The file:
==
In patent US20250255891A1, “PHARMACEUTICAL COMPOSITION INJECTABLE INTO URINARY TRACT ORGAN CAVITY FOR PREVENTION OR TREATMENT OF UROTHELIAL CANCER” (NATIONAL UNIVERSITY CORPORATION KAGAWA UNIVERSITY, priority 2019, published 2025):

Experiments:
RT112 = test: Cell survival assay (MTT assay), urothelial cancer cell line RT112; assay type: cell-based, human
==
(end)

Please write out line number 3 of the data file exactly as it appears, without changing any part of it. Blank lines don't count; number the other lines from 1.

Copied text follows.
RT112 = test: Cell survival assay (MTT assay), urothelial cancer cell line RT112; assay type: cell-based, human